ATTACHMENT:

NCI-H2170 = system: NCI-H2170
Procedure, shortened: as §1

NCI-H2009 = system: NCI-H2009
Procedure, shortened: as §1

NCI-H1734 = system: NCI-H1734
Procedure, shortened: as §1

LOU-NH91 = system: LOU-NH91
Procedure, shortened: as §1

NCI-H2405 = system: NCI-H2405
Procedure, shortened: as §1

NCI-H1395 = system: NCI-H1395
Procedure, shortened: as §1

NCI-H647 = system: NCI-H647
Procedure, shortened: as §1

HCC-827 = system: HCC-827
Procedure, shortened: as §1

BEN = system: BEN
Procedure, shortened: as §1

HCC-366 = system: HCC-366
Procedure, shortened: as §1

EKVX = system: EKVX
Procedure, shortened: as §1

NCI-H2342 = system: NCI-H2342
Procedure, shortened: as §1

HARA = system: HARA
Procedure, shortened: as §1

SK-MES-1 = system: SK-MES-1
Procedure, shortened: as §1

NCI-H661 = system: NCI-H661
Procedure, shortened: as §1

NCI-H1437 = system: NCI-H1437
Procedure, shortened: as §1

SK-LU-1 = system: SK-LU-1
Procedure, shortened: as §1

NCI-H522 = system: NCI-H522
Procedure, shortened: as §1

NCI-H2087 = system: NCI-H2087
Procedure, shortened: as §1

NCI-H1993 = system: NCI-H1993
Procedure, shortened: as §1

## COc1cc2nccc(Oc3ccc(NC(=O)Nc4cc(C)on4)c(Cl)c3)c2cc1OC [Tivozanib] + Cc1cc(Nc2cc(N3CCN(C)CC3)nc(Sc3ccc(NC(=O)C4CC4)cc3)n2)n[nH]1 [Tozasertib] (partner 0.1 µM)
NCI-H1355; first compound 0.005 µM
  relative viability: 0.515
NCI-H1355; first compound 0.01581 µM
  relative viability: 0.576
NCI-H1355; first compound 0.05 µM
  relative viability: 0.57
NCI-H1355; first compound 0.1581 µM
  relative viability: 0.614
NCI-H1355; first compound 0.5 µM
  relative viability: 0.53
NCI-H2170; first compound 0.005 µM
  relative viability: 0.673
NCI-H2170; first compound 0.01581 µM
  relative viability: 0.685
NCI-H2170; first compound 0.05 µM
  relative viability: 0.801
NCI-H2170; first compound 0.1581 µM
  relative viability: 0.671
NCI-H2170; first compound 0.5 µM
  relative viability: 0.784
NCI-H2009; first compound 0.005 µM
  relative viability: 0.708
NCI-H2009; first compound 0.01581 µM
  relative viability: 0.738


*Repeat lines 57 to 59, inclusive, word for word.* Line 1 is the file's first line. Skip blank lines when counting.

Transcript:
  relative viability: 0.801
NCI-H2170; first compound 0.1581 µM
  relative viability: 0.671